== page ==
Three Types of Stem Cells

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There are three basic types or forms of stem cells:-

- Embryonic stem cells

- Adult stem cells

- Pluripotent stem cells.

Stem Cell

 

 

Embryonic Stem Cells

Embryonic stem cells, as their name suggests, are derived from embryos. Most embryonic stem cells are derived from embryos that develop from eggs that have been fertilized in vitro—in an in vitro fertilization clinic—and then donated for research purposes with informed consent of the donors. They are not derived from eggs fertilized in a woman's body.

Although the potential of embryonic stem cells  is enormous, many ethical and political issues accompany their use. Mention the term "stem cells" to family and friends, though, and you are likely to get a variety of responses and opinions. Why is this? Probably because much of the early research on these cells originated from human embryos, and there are many ethical and legal debates about the procurement and usage of these cells.

Embryonic stem cell

However, scientists are now utilizing stem cells of different origins; opening up the research and treatment options for humans and pets. Differing from embryonic stem cells, adult stem cells are procured from a variety of tissues, including skin, fat (adipose) and bone marrow, among other tissues. Adult stem cells are less controversial because the samples are easily obtained and the "host" is not destroyed, as with an embryo

Adult Stem Cell

An adult stem cell - which is present in us in all ages, is derived from an embryonic stem cell which we obviously all have at birth. Adult stem cells are found throughout the body after embryonic development.

The use of adult stem cells in research and therapy is not as controversial as embryonic stem cells, because the production of adult stem cells does not require the destruction of an embryo.

One of the difference between embryonic and adult stem cells is that adult stem cells are already partially differentiated - meaning that once you obtain them and expand them, it is a lot easier to turn them into the specific type of tissues being targetted.

 

Stem Cell

 

 

Adult mesenchymal (stromal) stem cells (‘MSC’) offer a potentially very large therapeutic potential in the field of regenerative medicine. In cell biology, stromal cells are connective tissue cells of an organ found in the loose connective tissue. These are most often associated with the uterine mucosa (endometrium), prostate, bone marrow precursor cells, and the ovary as well as the hematopoietic system and elsewhere. These are the cells that make up the support structure of biological tissues and support the parenchymal cells.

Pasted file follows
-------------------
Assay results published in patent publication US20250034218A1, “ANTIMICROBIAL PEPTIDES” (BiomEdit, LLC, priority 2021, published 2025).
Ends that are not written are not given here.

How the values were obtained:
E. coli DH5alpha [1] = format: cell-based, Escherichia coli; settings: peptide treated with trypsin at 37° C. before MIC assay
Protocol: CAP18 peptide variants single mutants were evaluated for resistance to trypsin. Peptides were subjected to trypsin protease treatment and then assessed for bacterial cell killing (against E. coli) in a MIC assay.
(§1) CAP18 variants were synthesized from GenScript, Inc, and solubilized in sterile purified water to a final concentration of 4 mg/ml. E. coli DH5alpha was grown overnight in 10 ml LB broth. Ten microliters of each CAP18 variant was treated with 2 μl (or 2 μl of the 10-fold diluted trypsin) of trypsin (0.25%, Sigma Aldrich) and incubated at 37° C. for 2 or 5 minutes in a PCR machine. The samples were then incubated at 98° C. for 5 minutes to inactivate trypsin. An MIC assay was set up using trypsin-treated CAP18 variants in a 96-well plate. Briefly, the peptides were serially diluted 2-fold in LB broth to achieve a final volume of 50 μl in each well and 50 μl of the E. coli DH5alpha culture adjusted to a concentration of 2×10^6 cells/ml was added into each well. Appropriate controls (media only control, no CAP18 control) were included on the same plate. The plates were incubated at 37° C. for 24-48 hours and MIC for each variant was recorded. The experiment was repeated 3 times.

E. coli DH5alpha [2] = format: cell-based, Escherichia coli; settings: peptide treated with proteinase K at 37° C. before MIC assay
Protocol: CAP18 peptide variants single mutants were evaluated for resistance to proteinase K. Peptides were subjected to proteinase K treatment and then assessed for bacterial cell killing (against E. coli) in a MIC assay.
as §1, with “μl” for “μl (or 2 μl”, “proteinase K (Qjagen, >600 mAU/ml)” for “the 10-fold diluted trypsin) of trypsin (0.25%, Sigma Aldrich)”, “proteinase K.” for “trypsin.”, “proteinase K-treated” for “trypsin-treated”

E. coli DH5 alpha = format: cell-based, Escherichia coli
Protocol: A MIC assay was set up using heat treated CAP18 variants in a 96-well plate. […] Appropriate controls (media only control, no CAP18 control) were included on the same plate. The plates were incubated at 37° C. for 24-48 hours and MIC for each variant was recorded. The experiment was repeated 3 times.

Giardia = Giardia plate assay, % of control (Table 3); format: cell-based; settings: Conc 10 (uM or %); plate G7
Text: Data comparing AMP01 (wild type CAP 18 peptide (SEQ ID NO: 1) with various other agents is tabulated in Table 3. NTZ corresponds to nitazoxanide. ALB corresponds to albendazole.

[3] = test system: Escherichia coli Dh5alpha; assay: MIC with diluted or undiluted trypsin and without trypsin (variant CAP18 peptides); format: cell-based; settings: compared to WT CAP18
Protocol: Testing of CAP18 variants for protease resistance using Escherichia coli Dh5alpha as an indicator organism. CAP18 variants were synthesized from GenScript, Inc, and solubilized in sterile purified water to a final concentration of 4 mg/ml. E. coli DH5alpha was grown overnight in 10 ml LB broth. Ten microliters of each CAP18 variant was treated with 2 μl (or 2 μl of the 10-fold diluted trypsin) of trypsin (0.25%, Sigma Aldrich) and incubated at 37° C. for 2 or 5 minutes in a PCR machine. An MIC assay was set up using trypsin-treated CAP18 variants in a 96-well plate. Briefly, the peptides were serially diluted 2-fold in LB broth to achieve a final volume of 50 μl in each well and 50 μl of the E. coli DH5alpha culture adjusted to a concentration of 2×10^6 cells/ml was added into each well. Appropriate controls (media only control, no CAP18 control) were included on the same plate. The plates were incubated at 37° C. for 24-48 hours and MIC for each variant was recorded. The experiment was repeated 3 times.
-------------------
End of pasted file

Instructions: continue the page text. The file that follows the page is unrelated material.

Originally identified as a source of osteoprogenitor cells, MSCs differentiate into adipocytes, chondrocytes, osteoblasts, and myoblasts in vitro (Hauner et al., 1987 ; Grigoradis et al., 1988 ; Wakitani et al., 1995 ; Ferrari et al., 1998 ; Johnstone et al., 1998 ; Pittenger et al., 1999 ) and undergo differentiation in vivo (Benayahu et al., 1989 ; Bruder et al., 1998a ), making these stem cells promising candidates for mesodermal defect repair and disease management.

The initial concentration of researchers was on MSC’s from the bone marrow. However, the clinical use of MSCs from the bone marrow has presented problems, including low cell number upon harvest, pain, morbidity. This has led many researchers to investigate alternate sources for MSCs.

Adipose tissue contains a large number of stromal stem cells. Because it is easy to obtain in large quantities, adipose tissue has been found to be an ideal source of uncultured stromal stem cells. Adipose tissue, like bone marrow, is derived from the mesenchyme and contains a supportive stroma that is easily isolated. Being abundant, accessible, and replenishable, adipose tissue is an attractive source for adult stem cells that can be isolated from the adipose tissue by collagenase digestion and differential centrifugation.

Stem Cell

Fibroblasts, immune cells, pericytes, endothelial cells, and inflammatory cells are the most common types of stromal cells. Stromal cells near the bottom of the epidermis (the very top layer of the skin) release growth factors that promote cell division. This keeps the epidermis regenerating from the bottom while the top layer of cells on the epidermis are constantly being "sloughed" off of the body.

Induced Pluripotent Cells

Induced pluripotent stem cells (iPSCs) are adult cells that have been genetically reprogrammed to an embryonic stem cell–like state by being forced to express genes and factors important for maintaining the defining properties of embryonic stem cells.